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  9. You have no idea how helpful this is. Thanks so much for sharing and answering our questions

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  10. I am so glad I have found this blog, you have helped to reduce some of my own guilt!! We have also accidently caught and neutered a lactating feral female. We only realised when we heard her kittens in a tree and found one kitten that had fallen. We released the mum, who had been separated from her litter for 3 days but was concerned that her milk may dry up after her op. She is back looking after her young who look approximately 4 weeks old and we hope to capture them in a couple of weeks when she brings them to ground level. I have been unable to get any sound advice locally and was repeatedly told by one charity that the kittens will not survive. After catching and neutering 3 males, 1 female and taming and homing 2 litters of feral kittens (just from our back garden)I am beginning to think we actually know more about ferals.

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  11. Does the milk dry up soon after spaying?? I am not sure if spaying affects their hormones in the same way a hysterectomy affects a woman.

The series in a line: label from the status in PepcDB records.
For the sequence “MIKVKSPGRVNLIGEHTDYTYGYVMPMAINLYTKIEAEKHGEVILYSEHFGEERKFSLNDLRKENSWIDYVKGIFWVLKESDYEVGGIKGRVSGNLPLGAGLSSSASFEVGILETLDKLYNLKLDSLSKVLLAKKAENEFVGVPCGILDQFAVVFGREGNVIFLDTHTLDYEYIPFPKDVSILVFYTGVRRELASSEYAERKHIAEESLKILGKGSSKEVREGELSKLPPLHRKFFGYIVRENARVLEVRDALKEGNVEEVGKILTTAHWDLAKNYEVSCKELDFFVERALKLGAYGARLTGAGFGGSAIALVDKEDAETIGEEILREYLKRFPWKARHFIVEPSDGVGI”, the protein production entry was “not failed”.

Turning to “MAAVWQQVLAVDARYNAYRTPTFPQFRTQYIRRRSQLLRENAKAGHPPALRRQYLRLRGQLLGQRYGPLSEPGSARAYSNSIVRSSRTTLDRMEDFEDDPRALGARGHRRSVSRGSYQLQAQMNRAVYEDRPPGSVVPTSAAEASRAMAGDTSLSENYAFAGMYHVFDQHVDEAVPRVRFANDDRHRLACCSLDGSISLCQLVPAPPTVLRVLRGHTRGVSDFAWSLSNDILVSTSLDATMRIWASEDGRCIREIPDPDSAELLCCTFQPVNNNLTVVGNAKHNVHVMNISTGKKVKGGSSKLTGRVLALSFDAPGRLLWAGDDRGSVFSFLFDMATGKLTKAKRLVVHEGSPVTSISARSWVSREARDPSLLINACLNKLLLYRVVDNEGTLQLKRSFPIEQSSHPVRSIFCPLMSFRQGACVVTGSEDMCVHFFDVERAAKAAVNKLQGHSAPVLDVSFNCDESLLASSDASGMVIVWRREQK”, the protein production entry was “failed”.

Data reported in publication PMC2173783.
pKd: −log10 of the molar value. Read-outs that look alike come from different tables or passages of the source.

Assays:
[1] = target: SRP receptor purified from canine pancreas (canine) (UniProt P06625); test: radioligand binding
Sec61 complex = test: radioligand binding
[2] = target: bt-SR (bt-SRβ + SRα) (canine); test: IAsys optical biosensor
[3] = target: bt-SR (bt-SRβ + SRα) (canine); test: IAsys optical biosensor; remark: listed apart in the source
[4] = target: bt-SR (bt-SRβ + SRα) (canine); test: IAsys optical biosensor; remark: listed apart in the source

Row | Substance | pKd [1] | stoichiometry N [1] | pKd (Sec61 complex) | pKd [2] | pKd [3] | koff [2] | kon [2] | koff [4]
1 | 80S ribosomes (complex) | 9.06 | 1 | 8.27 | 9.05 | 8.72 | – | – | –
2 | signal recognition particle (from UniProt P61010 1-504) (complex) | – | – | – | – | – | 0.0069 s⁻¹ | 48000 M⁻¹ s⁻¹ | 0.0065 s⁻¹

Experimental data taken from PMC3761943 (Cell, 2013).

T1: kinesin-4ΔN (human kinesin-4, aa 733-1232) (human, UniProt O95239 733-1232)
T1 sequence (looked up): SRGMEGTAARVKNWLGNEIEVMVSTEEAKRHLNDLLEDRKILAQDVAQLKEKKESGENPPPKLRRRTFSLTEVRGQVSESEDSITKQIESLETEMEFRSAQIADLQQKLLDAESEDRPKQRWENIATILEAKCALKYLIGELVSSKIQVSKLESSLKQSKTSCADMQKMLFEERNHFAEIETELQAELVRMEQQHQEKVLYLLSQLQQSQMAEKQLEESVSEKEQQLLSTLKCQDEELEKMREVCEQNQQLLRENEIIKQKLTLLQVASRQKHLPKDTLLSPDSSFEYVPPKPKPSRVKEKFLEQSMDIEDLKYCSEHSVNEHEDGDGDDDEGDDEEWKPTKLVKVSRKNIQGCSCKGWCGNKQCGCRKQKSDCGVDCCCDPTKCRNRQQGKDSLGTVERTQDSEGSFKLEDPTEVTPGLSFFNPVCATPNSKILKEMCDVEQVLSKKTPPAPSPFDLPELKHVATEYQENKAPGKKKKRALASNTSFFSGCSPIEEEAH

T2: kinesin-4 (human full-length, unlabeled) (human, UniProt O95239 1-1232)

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  12. Hello! I have a problem with my cat who is nursing 2 kittens. I took her to the Vet because she had a big abcess on her neck.
    The vet told me she has to inject convenia and AFTER she told me ah! You have to weane the cats!!!!! Now the cat and the kittens are crying all day, she has massive breasts (i am very worried she can get a mastitis) and kittens wont eat.
    I called the Vet and she told me it is no safe to nurse but i want to know what can happen to the kittens if they do? I have red that some vets do inject convenia to nursing cats.
    I think all the stress is worse that the abcess itself! And there other options!!!
    Thank you! Kittens are almost 5 weeks.